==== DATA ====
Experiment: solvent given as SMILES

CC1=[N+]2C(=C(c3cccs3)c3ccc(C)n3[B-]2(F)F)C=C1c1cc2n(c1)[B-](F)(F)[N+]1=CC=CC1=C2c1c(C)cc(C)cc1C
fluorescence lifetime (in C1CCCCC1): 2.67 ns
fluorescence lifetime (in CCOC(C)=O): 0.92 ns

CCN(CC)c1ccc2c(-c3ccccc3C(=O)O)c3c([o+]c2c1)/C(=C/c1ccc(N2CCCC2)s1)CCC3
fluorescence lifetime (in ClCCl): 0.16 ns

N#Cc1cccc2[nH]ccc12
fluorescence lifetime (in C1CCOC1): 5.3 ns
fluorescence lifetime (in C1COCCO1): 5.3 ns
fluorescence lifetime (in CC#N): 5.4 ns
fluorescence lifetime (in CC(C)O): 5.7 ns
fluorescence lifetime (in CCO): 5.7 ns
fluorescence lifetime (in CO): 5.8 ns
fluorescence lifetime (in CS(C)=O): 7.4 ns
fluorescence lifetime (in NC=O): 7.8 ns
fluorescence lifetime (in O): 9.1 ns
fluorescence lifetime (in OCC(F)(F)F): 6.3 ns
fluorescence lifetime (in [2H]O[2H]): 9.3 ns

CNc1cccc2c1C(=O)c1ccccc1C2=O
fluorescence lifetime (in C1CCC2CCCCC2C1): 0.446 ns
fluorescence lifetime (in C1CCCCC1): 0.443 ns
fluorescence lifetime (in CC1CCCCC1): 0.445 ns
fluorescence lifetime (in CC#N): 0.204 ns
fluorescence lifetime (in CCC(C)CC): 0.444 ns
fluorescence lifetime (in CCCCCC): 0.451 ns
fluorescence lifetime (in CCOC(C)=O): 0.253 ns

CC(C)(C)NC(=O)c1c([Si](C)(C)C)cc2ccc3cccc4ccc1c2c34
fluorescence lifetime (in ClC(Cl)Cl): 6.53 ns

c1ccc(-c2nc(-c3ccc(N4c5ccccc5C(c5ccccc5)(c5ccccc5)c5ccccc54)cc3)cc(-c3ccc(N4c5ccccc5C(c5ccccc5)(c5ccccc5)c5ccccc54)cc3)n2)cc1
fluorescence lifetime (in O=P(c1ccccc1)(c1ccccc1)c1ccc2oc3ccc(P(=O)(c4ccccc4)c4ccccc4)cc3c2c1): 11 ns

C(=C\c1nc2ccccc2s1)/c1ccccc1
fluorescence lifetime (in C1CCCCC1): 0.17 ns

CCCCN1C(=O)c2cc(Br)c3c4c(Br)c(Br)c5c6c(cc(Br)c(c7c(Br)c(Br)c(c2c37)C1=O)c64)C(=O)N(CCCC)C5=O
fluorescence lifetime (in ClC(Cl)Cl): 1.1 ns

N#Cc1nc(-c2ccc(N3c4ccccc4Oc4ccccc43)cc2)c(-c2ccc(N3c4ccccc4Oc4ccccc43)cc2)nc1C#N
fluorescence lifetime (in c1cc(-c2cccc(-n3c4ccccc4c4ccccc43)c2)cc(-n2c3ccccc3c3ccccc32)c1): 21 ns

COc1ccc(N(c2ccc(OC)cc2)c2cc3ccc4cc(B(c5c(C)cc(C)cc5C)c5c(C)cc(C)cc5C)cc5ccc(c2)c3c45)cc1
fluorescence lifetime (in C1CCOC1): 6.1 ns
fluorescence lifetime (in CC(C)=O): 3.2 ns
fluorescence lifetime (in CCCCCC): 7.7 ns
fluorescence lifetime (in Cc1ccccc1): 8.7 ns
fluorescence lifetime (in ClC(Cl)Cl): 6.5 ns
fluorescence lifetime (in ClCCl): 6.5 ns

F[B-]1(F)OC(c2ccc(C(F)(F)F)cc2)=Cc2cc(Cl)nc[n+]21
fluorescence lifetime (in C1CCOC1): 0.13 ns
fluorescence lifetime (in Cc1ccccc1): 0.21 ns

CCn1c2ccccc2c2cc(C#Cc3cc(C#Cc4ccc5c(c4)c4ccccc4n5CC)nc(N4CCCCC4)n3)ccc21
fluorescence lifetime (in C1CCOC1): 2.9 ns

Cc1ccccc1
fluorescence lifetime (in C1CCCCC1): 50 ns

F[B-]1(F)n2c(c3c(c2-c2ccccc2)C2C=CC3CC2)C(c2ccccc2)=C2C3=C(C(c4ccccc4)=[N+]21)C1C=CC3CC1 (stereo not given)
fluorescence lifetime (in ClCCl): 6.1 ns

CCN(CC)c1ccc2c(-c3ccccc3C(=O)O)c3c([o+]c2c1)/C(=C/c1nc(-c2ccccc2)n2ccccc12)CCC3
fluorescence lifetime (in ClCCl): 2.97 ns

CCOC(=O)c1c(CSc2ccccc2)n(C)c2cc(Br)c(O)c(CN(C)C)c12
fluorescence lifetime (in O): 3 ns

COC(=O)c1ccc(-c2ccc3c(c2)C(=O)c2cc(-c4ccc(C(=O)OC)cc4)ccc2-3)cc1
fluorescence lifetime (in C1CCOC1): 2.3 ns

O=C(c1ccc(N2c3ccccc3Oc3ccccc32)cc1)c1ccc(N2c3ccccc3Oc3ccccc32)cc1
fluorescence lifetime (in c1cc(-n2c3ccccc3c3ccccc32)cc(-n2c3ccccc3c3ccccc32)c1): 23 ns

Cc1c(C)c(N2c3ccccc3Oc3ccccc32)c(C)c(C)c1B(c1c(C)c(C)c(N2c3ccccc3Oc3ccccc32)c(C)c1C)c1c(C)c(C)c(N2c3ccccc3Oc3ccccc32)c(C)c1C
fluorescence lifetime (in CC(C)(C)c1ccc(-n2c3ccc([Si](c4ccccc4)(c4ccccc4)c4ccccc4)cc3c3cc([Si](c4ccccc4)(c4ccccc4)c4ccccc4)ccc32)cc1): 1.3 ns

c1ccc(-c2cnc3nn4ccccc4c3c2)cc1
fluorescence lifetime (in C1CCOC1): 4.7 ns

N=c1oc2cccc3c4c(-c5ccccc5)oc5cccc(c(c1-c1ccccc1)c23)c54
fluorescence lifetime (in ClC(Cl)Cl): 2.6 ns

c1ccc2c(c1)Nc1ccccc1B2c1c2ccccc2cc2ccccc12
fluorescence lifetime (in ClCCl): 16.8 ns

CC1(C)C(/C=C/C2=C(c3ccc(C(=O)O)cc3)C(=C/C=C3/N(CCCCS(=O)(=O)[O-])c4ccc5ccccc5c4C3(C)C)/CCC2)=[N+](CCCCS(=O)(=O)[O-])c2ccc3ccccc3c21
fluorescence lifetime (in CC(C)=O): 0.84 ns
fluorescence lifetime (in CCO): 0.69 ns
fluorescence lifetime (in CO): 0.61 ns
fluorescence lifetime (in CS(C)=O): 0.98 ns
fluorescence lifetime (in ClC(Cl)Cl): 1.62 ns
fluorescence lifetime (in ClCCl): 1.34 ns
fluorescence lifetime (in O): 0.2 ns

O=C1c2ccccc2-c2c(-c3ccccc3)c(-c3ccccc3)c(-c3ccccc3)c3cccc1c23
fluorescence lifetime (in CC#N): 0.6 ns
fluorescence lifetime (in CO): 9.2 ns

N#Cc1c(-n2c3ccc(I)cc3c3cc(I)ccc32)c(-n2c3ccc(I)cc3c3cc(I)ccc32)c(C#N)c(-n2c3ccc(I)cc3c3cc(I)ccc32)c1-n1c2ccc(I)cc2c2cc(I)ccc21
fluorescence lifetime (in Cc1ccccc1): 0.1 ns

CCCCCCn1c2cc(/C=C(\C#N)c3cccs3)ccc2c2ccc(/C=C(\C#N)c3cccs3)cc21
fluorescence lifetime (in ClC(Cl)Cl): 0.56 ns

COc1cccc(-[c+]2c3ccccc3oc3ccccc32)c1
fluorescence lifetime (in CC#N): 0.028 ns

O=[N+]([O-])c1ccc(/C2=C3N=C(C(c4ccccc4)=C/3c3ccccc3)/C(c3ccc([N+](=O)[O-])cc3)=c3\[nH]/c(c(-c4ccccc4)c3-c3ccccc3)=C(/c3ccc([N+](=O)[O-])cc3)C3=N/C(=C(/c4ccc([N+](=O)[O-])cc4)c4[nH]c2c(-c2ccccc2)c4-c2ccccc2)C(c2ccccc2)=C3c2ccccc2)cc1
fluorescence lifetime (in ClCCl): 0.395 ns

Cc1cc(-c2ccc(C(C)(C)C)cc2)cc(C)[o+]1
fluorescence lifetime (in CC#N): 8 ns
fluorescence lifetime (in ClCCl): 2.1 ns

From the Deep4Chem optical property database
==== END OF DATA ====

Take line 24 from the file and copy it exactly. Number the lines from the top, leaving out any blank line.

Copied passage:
fluorescence lifetime (in CCC(C)CC): 0.444 ns